Giants Paid the Price for Roster Overhaul, but Are Better Days Ahead?
When general manager Dave Gettleman was hired to sort through the pieces of a roster that had crumbled under the weight of what he saw as a cultural issue, the general manager had two choices in how he could approach fixing what ailed the franchise.
The first was to gradually swap out those players who had put themselves ahead of the team; the other was to rip off the bandage and start from scratch, no matter how painful the results might be.
Gettleman chose the latter. In doing so, he gutted the locker room of familiar, yet costly contracts belonging to talents such as those belonging to edge rusher Olivier Vernon, nose tackle Damon Harrison, receiver Odell Beckham Jr., and cornerback Eli Apple.
He also famously let safety Landon Collins walk out the door via free agency, and spoke about improving the team’s fractured culture, which under then-head coach Ben McAdoo had deteriorated into a hot mess.
Fast forward to the present. After two off-seasons, only ten players precede Gettleman’s arrival—Eli Manning, Zak DeOssie, Sterling Shepard, Janoris Jenkins, Jon Halapio, Evan Engram, Dalvin Tomlinson, Wayne Gallman, Aldrick Rosas, and Rhett Ellison.
Come next off-season, it wouldn’t be a surprise if at least half of those 10 are not on the roster, which would mean in two-plus years, the Giants roster has been completely overhauled.
But in the process, the Giants have struggled to jell as a unit, and some of the younger players have struggled to find their way as professionals. This, combined with a coaching staff that, while armed with a vision has come up short to execute it, has led to two disappointing seasons in the Pat Shurmur era.
Gettleman himself hasn’t spoken since the start of training camp in late July, but he has, in the past, talked about the importance of building a good locker room culture.
In sweeping out some of the now-former players, it’s probably safe to say that Gettleman either didn’t view those personalities as being conducive to building a robust culture or decided those players weren’t worth their contracts. As such, if the Giants were going to struggle with them, they could struggle without them.
But in retrospect, did Gettleman do too much too soon? A case can certainly be made that the massive roster turnover is on par with what one might see with an expansion team that is looking to put together a new program with a new attitude.
Thirteen of the players on the roster are Gettleman draft picks, while five other draft picks are holdovers from the Jerry Reese era.
Gettleman acquired nine out of the ten veterans on the roster via trade or waiver, the lone exception being Manning. And 20 players were signed as free agent additions by Gettleman.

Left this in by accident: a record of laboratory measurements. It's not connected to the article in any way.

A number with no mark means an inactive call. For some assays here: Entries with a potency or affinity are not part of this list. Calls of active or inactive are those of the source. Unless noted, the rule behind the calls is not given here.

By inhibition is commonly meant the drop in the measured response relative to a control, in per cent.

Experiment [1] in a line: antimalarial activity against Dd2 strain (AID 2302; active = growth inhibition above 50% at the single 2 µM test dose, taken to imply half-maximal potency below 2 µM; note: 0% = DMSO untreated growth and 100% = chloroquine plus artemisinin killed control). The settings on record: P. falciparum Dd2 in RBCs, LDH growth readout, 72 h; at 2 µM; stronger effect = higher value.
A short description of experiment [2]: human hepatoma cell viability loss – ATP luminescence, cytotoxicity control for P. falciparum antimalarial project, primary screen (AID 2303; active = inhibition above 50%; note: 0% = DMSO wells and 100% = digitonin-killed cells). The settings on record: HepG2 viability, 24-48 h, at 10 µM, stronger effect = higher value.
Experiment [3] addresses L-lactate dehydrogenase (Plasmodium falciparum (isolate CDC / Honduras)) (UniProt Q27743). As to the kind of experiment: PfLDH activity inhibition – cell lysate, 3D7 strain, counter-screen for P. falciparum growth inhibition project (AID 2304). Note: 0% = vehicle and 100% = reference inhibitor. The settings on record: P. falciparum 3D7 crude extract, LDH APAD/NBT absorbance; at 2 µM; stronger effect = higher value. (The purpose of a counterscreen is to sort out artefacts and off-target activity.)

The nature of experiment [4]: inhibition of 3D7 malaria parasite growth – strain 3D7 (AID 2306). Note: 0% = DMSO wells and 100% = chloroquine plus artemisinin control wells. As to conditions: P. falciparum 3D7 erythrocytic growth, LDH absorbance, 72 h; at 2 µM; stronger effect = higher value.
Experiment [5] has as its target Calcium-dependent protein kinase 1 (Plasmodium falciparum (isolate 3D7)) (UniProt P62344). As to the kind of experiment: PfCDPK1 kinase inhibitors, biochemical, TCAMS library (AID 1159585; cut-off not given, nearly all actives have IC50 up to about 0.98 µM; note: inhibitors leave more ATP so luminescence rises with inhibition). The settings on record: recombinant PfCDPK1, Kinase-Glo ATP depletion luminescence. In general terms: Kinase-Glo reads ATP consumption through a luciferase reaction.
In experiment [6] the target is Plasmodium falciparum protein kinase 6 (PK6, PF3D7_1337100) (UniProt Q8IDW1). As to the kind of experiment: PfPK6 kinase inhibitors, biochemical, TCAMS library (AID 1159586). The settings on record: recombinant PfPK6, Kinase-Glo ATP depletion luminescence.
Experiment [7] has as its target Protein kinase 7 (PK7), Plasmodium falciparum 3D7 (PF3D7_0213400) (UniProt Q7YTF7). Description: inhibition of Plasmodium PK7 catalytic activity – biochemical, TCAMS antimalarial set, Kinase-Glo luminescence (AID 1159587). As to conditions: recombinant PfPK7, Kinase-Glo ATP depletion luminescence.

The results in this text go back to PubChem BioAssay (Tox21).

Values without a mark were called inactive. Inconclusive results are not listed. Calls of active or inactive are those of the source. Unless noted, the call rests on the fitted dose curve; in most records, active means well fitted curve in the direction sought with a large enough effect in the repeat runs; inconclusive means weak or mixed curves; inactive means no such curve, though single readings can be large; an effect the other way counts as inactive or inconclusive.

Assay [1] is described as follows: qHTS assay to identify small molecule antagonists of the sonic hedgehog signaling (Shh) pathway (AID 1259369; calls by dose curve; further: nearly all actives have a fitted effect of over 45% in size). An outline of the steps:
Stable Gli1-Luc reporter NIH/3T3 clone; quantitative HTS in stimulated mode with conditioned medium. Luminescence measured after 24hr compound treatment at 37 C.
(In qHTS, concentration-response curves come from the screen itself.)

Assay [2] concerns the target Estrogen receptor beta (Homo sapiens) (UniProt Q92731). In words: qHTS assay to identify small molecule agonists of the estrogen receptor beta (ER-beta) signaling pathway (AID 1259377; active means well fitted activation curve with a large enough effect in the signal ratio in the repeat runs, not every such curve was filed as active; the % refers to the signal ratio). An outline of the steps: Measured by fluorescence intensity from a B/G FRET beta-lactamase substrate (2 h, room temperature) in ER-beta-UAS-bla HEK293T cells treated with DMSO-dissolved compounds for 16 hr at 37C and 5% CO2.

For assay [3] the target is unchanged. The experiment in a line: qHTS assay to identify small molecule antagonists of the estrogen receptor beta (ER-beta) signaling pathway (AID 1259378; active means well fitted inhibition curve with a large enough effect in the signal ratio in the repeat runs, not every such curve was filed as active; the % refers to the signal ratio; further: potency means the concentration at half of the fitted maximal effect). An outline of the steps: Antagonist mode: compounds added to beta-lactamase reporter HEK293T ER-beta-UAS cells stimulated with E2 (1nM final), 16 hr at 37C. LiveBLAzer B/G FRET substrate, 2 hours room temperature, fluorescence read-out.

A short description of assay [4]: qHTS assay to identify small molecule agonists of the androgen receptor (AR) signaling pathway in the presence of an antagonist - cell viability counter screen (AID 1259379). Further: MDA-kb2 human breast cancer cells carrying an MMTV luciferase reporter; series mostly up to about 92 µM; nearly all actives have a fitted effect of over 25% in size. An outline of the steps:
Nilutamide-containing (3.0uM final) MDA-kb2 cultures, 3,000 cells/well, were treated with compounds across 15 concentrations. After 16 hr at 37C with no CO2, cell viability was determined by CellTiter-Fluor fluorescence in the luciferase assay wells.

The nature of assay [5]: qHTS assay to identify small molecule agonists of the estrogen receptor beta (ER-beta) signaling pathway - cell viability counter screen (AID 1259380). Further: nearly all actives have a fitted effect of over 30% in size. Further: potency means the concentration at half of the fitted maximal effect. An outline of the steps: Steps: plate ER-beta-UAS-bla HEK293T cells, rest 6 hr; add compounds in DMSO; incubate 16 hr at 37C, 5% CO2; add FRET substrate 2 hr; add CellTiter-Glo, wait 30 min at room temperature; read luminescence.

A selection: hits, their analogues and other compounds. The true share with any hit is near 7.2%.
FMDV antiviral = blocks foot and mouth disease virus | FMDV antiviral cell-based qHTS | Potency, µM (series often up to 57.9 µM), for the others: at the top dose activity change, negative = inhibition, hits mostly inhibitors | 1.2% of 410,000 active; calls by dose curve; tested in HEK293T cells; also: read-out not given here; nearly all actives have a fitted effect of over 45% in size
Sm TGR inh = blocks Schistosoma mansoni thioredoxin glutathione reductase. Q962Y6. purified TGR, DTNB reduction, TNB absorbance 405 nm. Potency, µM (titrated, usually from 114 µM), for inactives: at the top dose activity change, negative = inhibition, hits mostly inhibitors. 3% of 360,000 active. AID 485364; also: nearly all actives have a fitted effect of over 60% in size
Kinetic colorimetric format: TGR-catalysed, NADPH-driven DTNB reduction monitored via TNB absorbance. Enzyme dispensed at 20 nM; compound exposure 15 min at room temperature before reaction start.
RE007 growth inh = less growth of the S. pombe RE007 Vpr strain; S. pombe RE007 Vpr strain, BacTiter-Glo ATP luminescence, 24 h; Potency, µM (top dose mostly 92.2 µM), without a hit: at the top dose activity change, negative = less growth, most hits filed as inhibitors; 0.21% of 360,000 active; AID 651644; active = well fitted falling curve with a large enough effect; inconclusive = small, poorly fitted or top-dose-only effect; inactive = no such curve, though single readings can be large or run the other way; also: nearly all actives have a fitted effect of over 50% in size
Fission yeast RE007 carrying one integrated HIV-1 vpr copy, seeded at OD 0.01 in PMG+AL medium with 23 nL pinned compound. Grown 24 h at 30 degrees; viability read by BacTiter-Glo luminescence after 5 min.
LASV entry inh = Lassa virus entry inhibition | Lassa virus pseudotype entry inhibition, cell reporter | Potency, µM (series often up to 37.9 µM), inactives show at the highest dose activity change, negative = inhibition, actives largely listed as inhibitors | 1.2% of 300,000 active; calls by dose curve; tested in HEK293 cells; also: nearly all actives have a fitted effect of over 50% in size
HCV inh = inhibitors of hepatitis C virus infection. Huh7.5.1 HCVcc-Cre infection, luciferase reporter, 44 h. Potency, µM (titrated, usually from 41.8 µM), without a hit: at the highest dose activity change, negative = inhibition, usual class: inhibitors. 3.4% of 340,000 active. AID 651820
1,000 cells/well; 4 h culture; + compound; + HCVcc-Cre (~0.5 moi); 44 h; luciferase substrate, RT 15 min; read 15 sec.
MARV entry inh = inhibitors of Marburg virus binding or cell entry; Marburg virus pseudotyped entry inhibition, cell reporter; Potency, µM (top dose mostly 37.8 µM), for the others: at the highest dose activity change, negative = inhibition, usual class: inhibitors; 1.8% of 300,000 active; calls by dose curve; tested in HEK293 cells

While all the players share the same goal of wanting to be winners, they have struggled to get on the same page in how to accomplish that goal. And that lack of cohesiveness has led to the seat under Shurmur’s backside cranked up to broiling status that somehow gets hotter and hotter with every passing loss.
“Unfortunately, we don’t have the win total that we’re looking for,” Shurmur said. “We believe in guys that are certainly talented enough to play that are good teammates.
“I regret that our record isn’t much better. That’s the only thing I regret. Our job is obviously to get it better, and when it’s not, obviously, it falls on my shoulders.”
But here’s the thing to remember. The Giants weren’t winning with those players who had bloated contracts (and in some cases bloated egos to match). So rather than exacerbate the problem, Gettleman decided to tear it all down and start from scratch.
Did Gettleman make missteps along the way? Absolutely (see Jonathan Stewart and Patrick Omameh as examples of “culture” guys who didn’t necessarily deliver the goods on the field).
To his credit, so far, Gettleman hasn’t compounded the mistakes he’s made by stubbornly hanging on to those players with the hope that they turned out as he expected.
Year No. 3 of the Giants’ rebuild will be here in a matter of weeks, and it’s a big one for Gettleman, who barring any unforeseen circumstances will be back to continue the overhaul of the once-proud franchise that is still struggling to find its way.
His challenge and that of team ownership will be to decide whether to allow Shurmur and his staff to continue overseeing the day-to-day rebuild on the field or switch gears and go with someone who has a better track record.
Gettleman’s challenge will also be to ensure that those players he adds continue to support the culture of professionalism he’s put in place while also doing a better job of pushing this team closer to becoming one that can be competitive again.